Vol. 6, #1 – Jan.-Feb. 1993
The 1992 Elections and their Consequences
The political landscape has been substantially reshaped by the November 1992 national elections. It is a positive development that the electorate as a whole rejected the politics of hate and fear espoused by George Bush and the Republican Party, which fell substantially into the hands of the Christian Right supporters of Pat Buchanan and Pat Robertson. But these forces were hardly set back, since Bush’s capitulation to them at the Republican convention probably marks their high point and leaves them in a good position to dominate the party as a whole. (See article on Oregon and OCA elsewhere in this issue.) Many people have affirmative expectations and hopes for the Clinton administration which are likely unfounded.
Although it will certainly differ in that will provide some of the same kind of “access” to liberals that Bush and Reagan provided to the right wing, we should probably expect as least as much continuity now as there was between the latter years of the Carter presidency and Reagan. Just as both Carter and Reagan presided jointly over a massive military build-up and a heating up of the cold war, Bush and now Clinton are supervising a “build-down” that will not materially threaten U.S. imperial interests. Big business is now quite interested in the “conversion” of war industries to domestic enterprise, but this is as likely to mean a build-up in the forces of domestic repression like the police and the Border Patrol, rather than an authentic demilitarization and democratization of the U.S. economy.
The choice of Warren Christopher to head Clinton’s transition team and as Secretary of State should be clear evidence of where things stand. Christopher began his public service career as co-chair of the commission headed by the former CIA chief John McCone to “investigate” the Watts Rebellion in 1965. He parlayed that expertise into assignments under Lyndon Johnson as coordinator of federal efforts to suppress the Chicago and Detroit uprisings, acting as liaison between the U.S. Army and local police to suppress the enflamed response to the killing of Martin Luther King. A long-standing corporate lawyer who headed O’Melveny and Meyers, a powerful, union-busting law firm that is a linch-pin of the power elite in L.A., Christopher’s most recent service was in the Commission that managed to defuse the mobilization that followed the police beating of Rodney King into a call for a few insignificant reforms. That derailment of community organization and empowerment, as much as the subsequent acquittal of the police who beat King, led to the L.A. uprising of last April/May.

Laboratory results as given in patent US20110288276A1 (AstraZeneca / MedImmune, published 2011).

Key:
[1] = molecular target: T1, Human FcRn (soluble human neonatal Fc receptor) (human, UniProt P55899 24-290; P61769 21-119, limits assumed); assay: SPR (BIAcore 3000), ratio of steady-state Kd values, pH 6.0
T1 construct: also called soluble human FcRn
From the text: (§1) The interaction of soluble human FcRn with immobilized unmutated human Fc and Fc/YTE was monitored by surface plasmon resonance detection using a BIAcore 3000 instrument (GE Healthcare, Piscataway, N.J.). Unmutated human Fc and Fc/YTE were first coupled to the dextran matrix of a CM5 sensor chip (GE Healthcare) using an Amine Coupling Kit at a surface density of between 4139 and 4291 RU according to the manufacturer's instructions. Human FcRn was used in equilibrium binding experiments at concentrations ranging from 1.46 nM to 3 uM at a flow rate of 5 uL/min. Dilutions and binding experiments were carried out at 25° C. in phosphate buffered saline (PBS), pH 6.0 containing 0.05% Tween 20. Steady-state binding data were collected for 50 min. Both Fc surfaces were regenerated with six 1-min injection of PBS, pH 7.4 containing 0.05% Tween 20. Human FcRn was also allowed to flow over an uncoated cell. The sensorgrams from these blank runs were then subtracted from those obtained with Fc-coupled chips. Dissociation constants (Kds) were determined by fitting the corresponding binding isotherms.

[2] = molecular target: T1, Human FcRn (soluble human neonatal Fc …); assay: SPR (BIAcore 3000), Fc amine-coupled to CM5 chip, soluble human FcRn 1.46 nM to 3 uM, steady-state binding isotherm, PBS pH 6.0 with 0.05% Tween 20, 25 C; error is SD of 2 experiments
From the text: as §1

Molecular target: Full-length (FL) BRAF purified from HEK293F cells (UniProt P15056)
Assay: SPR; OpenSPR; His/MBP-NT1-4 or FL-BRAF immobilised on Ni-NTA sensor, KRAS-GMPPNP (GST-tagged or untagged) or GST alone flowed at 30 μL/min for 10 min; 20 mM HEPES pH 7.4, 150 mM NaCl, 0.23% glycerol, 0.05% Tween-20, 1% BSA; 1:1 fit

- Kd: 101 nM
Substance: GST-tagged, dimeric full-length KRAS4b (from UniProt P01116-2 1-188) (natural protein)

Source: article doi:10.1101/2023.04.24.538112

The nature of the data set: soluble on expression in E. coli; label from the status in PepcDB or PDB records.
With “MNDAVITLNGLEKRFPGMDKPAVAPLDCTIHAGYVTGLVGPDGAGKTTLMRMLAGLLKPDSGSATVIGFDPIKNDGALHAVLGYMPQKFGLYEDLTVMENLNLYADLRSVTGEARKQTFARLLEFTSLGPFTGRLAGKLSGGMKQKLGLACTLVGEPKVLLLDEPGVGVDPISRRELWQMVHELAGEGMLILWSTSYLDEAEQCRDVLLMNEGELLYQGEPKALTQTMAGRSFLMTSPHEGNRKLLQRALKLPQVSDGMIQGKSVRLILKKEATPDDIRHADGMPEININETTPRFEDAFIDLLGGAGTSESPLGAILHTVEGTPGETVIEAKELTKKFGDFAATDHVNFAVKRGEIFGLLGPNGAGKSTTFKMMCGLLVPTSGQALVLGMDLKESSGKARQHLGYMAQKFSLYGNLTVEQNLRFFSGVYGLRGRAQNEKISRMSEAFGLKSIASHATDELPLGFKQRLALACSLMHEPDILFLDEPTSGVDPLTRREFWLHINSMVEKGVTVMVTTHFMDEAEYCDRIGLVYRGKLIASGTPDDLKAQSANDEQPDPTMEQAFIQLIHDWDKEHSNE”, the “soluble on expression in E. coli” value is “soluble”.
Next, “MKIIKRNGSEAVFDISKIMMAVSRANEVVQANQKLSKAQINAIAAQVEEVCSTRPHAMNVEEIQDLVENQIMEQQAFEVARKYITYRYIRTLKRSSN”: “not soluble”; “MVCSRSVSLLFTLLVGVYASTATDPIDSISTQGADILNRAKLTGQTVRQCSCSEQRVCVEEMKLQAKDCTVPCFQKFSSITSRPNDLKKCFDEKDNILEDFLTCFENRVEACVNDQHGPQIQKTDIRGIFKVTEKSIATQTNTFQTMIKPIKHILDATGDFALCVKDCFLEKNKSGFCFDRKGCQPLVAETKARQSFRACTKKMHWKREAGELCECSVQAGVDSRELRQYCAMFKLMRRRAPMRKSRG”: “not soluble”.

The third-party racist and right wing candidacies of “Bo” Gritz and Lyndon LaRouche fared quite poorly in the election, eclipsed as they were by the unprecedented independent campaign of Ross Perot, who tallied nearly 19,000,000 votes. (Perot did not carry any states, but came in second in a couple.) Gritz and his America First/ Populist Party campaign amassed nearly 100,000 votes on the ballot in about 19 states. LaRouche received only about a quarter of that total.
Gritz scored his biggest tallies in Louisiana (home of David Duke), Utah, where a strong extremist element has been recently purged from the Mormon Church, and Idaho, where he capitalized on his “negotiations” on behalf of white supremacist Randy Weaver in his stand-off with the feds. In his native Nevada, Gritz only drew about 2,800 votes. He has announced his intention to move to Idaho and run for governor. Here in California, Gritz was not on the ballot, although there was a write-in campaign on his behalf, after the American Independent party, which has usually backed the Populists, instead gave their ballot line to arch-conservative Howard Phillips. (Phillips got a bit over 10,000 votes in California and bit less than 40,000 nationwide. Joe Fields, the long-time nazi from the Harbor area who runs the Populist Party locally in L.A., ran on the American Independent ticket for a state assembly seat from the Long Beach-San Pedro district against a conservative Republican incumbent. He drew about 5,000 votes, presumably winning some support from the local Croatian community with which he claims affiliation. Interestingly, the district was carried by a Democratic challenger, a former LA teachers’ union official, Betty Karnette (though her margin of victory was greater than the votes Fields siphoned off from the Republican). Two “campaign workers” for Fields showed up at the home of an anti-klan organizer far outside Fields’ district